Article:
The development of BK viraemia, and subsequently, BK nephropathy is a potentially devastating event associated with kidney transplant loss. In contrast to other clinically important viruses (e.g., CMV), donor and recipient BK serostatus is not routinely established pre-transplantation. It is therefore unclear whether active infection post-transplantation is donor-derived, due either to primary infection in a previously BK-naïve recipient or re-infection with a viral genotype not previously encountered, or recipient-derived, due to re-activation of latent virus as a consequence of immunosuppression. We investigated the BK serostatus of UK organ donors and examined the association of donor/recipient serostatus mismatch with development of BK viraemia post-transplantation.
Serum samples from 95 kidney donors, matched to 101 organs transplanted in our unit, were obtained from the national Quality in Organ Donation (QuOD) biobank; 10 recipients of these organs had developed BK viraemia (threshold >100 viral copies/ml). Donor serum was tested for BK IgG via ELISA, and for the presence of viral DNA. Recipient clinical data, including development of BK viraemia, time to/duration of viraemia, and peak viral load, were collected. Pre-transplant serum samples from 26 matched recipients, 5 with documented BK viraemia, were similarly analyzed and linked to donor serostatus.
Of 95 donors evaluated, only 46 (48.4%) were seropositive for BK, none with detectable viraemia. 10/47 (21.3%) patients who received kidneys from BK seropositive donors developed BK viraemia, versus 6/54 (11.1%) patients who received kidneys from seronegative donors. The mean peak viral load was 100-fold higher in recipients of a kidney from a seropositive versus a seronegative donor (428331 vs 3293 copies/ml). Similar rates of BK seropositivity (14/26;53.8%) were seen in recipients pre-transplant. 4 (33.3%) seronegative recipients developed viraemia compared to 1 (7.1%) of seropositive recipients; 4/5 (80%) were seronegative pre-transplant, all 5 received a kidney from a seropositive donor.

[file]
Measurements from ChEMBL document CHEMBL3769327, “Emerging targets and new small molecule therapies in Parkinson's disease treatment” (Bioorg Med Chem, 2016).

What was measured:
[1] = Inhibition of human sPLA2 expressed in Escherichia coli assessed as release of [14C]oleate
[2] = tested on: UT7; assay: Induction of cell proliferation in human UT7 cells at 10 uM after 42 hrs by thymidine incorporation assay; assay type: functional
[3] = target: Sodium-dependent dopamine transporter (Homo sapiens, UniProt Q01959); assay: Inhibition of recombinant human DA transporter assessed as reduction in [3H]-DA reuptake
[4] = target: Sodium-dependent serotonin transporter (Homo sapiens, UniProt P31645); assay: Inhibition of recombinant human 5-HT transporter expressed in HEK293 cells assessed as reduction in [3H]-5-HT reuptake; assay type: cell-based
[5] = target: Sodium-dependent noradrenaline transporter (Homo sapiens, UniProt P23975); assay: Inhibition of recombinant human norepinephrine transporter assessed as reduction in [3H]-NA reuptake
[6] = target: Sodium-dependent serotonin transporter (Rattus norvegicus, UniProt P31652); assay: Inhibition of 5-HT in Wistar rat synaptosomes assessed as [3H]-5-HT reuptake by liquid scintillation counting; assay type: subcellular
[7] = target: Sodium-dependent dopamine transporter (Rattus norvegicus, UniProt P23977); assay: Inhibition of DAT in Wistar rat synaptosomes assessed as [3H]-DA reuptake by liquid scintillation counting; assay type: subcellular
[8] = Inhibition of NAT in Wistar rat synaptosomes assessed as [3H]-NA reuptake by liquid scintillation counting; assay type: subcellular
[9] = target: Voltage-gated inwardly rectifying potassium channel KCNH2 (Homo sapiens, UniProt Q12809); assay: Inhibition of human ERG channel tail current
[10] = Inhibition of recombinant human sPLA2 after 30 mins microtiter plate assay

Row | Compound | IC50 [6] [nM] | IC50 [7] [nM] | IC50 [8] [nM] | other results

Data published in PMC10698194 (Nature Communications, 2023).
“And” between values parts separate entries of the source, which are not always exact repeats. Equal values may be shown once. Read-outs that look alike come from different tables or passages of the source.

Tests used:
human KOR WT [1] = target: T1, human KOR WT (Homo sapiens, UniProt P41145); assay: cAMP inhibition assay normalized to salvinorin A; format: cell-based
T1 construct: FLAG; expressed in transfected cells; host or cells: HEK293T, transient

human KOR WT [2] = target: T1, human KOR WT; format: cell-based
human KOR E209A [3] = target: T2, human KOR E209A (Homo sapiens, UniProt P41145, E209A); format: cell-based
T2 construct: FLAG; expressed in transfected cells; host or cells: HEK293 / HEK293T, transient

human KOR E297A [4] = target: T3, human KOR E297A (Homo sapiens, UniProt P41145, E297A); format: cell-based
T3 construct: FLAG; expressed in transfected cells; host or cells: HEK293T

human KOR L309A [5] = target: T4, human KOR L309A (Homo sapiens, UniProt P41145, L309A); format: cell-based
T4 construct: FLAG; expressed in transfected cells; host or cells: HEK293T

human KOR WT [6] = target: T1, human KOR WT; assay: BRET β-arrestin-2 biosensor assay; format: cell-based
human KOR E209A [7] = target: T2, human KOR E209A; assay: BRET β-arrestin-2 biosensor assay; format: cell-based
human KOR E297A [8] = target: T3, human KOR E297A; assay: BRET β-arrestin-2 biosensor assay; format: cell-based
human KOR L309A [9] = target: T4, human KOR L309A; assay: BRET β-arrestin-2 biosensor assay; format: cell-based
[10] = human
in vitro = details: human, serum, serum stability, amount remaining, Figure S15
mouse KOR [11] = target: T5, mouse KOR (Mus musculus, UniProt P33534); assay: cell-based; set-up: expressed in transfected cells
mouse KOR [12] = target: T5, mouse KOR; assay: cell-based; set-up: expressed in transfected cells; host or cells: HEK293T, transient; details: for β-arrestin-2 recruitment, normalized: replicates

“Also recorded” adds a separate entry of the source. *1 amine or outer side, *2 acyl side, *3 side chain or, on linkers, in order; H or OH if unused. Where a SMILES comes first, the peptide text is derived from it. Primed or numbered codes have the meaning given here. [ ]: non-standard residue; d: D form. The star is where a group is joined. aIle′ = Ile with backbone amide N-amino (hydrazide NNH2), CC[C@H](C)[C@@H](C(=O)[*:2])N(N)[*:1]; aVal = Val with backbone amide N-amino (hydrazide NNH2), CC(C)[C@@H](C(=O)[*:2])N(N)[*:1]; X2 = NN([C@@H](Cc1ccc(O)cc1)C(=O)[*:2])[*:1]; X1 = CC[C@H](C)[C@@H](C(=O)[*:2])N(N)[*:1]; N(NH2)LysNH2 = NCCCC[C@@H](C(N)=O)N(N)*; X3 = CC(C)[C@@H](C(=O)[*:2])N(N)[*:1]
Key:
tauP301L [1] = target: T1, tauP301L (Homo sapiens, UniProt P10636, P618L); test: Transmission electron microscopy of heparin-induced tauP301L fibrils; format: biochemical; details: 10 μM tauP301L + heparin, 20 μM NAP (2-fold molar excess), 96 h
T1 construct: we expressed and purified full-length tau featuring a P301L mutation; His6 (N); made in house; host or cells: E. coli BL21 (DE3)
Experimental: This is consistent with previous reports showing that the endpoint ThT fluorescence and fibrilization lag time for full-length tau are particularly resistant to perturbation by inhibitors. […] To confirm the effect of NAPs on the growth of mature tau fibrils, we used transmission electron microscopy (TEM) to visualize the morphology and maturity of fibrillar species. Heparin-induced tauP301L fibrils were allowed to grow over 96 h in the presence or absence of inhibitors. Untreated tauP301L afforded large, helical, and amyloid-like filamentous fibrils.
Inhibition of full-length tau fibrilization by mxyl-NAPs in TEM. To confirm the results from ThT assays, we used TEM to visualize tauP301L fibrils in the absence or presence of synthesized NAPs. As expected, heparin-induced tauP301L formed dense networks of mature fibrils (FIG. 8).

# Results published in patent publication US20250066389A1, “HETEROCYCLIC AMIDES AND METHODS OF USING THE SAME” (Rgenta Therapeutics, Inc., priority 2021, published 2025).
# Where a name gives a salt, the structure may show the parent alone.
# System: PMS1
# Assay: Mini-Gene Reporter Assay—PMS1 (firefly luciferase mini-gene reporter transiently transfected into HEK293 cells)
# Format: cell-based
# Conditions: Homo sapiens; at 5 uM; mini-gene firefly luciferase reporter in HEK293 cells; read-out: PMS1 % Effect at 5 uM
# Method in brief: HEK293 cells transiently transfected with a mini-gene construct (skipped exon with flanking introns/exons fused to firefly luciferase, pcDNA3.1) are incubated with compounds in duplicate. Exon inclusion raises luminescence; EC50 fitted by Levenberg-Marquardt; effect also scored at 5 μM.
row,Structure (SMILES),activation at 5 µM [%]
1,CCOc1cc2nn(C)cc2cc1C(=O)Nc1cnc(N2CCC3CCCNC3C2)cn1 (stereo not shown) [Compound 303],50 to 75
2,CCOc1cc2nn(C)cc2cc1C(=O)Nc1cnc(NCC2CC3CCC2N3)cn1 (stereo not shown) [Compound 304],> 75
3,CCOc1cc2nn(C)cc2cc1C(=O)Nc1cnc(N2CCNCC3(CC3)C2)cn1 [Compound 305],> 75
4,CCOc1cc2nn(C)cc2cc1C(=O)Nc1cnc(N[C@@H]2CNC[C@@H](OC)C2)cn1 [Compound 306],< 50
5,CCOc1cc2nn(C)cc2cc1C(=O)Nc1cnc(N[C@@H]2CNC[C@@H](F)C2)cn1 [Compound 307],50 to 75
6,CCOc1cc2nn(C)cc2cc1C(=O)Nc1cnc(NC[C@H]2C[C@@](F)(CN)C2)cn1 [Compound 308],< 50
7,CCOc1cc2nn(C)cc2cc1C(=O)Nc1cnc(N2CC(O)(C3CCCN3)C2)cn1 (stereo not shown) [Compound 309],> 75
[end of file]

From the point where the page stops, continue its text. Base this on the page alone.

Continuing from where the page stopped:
In our pilot study, BK viraemia rates were increased in seronegative recipients, and in patients who received kidneys from seropositive donors. Our data suggest that determining the donor/recipient serotype mismatch may be a useful tool for stratifying the risk of BK disease.
1UCL Centre for Nephrology, Royal Free London NHS Foundation Trust, London, United Kingdom;
2Dept. of Virology, UCL Centre for Immunity & Transplantation, London, United Kingdom.